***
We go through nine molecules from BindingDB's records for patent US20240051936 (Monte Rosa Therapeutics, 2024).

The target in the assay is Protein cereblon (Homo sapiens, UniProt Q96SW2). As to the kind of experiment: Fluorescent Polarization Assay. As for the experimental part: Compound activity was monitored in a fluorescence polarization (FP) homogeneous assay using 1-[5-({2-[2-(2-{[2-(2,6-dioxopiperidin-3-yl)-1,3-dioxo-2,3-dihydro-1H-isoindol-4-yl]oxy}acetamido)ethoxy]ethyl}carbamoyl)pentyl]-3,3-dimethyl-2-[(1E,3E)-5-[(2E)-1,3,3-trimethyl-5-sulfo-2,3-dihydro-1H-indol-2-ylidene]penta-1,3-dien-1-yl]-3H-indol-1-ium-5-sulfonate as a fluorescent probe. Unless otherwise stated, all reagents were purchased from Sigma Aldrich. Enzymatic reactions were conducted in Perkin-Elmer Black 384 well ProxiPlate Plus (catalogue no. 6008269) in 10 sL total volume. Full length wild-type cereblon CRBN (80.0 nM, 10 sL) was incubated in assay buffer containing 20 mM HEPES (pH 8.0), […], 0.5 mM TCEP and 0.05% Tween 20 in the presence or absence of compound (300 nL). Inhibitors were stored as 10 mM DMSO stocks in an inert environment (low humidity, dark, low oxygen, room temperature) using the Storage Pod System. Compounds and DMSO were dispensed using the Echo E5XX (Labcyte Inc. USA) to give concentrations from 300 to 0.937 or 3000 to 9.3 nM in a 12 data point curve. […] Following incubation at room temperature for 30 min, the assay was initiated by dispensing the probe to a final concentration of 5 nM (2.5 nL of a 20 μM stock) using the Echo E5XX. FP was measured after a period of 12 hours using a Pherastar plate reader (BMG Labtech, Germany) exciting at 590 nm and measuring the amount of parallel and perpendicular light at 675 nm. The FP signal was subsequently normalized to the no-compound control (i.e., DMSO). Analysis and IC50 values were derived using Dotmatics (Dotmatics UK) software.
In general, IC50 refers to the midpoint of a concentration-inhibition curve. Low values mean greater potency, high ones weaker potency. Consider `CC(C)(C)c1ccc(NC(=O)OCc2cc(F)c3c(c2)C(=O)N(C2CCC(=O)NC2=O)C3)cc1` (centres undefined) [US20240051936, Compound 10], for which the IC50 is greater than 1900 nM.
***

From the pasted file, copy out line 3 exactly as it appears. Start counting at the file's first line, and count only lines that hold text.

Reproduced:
In general, IC50 refers to the midpoint of a concentration-inhibition curve. Low values mean greater potency, high ones weaker potency. Consider `CC(C)(C)c1ccc(NC(=O)OCc2cc(F)c3c(c2)C(=O)N(C2CCC(=O)NC2=O)C3)cc1` (centres undefined) [US20240051936, Compound 10], for which the IC50 is greater than 1900 nM.